Pomona leaders have signed off on a pact which will allow the addition of 15 cameras to be installed onto city street light poles in the downtown area.

Under the terms of the agreement, Pomona will not charge the area’s business improvement district, Downtown Pomona Owners Association, to use the poles. The association taxes itself to raise money for improvements in the downtown area.

“It is (the association’s) goal to make sure the security they are providing is adequate for the patrolling of the downtown and the services they provide,” said Councilwoman Adriana Robledo, who sits on the DPOA board along with Councilman Rubio Gonzalez.

The agreement, which was unanimously approved at the March 19 City Council meeting, is part of the association’s ongoing effort to deter crime downtown.

The association first installed security cameras 10 years ago and has 56 cameras in the city’s core, said Carolyn Hemming, president of the Downtown Pomona Owners Association Board of Directors. The association spends $50,000 a year operating and maintaining the equipment, she said.

The DPOA’s existing security cameras are installed on Garey Avenue, Main Street and Second Street, according to a staff report to the council. Most of those cameras have been hardwired, while the new cameras will be wireless.

“This will help us have the height and line of sight that we need covered,” she said.

In June 2016, the City Council set aside $26,000 from the Vehicle Parking District budget to the DPOA for the installation of security surveillance cameras. The association can tap into those funds if the equipment is located in lots within the parking district of the downtown.

As is the case with the existing cameras, Pomona police will have unfettered access to the feeds, Hemming said. Officers who patrol the area access the feeds from mobile apps, and the department’s watch commander can also monitor the feeds, she said.

“For the officers, it helps them out if they’re in on area of downtown, but they are still able to keep an eye on another of the downtown,” Hemming said.

The association has the ability to download and save any of the feeds, she said.

 

 

 

 

 

UPDATE: Services for Fallen Officer Greggory Casillas

Officer Greggory Casillas.jpg

Funeral Services
Services for Pomona Police Officer Greggory Casillas will be on Thursday, March 22nd at 9:30am at Purpose Church- 601 N. Garey Ave. Pomona. Church doors will open to the public at 8:30am.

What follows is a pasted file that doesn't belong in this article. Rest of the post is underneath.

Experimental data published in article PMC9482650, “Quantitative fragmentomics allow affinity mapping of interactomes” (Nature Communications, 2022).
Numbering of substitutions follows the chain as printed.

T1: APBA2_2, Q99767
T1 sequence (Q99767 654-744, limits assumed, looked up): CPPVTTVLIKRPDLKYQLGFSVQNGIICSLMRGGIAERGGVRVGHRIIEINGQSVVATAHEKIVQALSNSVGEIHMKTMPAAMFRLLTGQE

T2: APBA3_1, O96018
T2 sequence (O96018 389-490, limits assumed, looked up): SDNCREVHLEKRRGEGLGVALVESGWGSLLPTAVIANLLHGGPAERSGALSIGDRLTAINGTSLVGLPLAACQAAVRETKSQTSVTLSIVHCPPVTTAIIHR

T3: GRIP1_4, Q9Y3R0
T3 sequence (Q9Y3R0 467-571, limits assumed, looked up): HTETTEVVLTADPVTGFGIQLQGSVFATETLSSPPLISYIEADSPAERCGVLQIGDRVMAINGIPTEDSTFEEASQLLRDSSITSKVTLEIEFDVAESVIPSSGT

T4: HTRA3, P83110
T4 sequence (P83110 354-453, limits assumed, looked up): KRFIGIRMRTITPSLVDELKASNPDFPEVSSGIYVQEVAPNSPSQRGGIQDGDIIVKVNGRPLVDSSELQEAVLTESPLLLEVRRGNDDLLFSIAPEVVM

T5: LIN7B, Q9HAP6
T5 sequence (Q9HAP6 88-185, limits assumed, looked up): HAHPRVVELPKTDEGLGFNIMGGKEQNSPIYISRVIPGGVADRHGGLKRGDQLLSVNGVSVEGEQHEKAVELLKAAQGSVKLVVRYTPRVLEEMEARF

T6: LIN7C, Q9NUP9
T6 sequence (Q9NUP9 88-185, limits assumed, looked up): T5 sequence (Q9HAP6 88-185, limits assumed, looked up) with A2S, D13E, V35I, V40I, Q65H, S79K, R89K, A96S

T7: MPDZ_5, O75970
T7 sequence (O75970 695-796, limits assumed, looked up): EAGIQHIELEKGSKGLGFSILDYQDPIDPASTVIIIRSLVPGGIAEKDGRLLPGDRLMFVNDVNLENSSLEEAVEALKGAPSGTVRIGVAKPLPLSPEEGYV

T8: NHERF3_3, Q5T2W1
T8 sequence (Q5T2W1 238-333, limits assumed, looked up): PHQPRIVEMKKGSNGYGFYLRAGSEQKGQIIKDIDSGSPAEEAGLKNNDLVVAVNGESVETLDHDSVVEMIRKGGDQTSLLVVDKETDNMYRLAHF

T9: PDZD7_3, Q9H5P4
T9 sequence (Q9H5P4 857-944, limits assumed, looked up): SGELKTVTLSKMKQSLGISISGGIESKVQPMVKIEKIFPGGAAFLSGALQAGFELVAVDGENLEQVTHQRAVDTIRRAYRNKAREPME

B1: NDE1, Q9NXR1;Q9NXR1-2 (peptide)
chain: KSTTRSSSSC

Procession Route
Immediately following the service will be an emergency vehicle procession. The route of the procession will go as follows, southbound Garey Ave. to Mission Blvd., westbound Mission Blvd. to White Ave., northbound White Ave. to IS-10, westbound I-10 to Via Verde, exit Via Verde southbound into Forest Lawn Covina Hills.
 
Street Closures
Street closures beginning at 6:00am on March 22nd will be:

  • Garey Ave. in both directions from Holt Ave. (near Purpose Church) to Alvarado St. This street closure could extend as high as Orange Grove Ave.
  • Main St. from Holt Ave. to Pearl St.
  • Pearl St. from east on Main St. to Garey Ave.  

** Please consider alternate routes around this area.**
 
Guest Entrance
ALL arriving vehicles should enter southbound on Garey Ave. at Orange Grove Ave.
 
General Parking
General parking will be available in the parking lot located on the northwest corner of Garey Ave. and Pearl St.
 
Outside Agency/Emergency Vehicle Parking
Outside police agencies/emergency vehicles who plan on participating in the procession should park their vehicle on Garey Ave. facing south in the northbound #1 and northbound #2 lanes.  
 
Emergency vehicles not participating in the procession are to park in the general parking lot.
 
Chiefs of Police and Dignitary Parking
 Chiefs of Police and Dignitaries will be directed to the church parking lot south of Pearl St.  
 
Live Streaming
Live streaming of the funeral service will be available on these social media platforms:

  • Pomona PD Facebook- @Pomona Police Department
  • Purpose Church Facebook- @Purpose Church Pomona
  • ABC7 Facebook- @ABC7

Police agencies from across LA County will assist with police services within the City of Pomona. These agencies are part of the established LA County Area-D Mutual Aid structure and their assistance will allow for Pomona police employees to attend the funeral. During this deployment, there will not be any interruption in emergency service delivery to the community. The front desk of the police station will be closed throughout the day.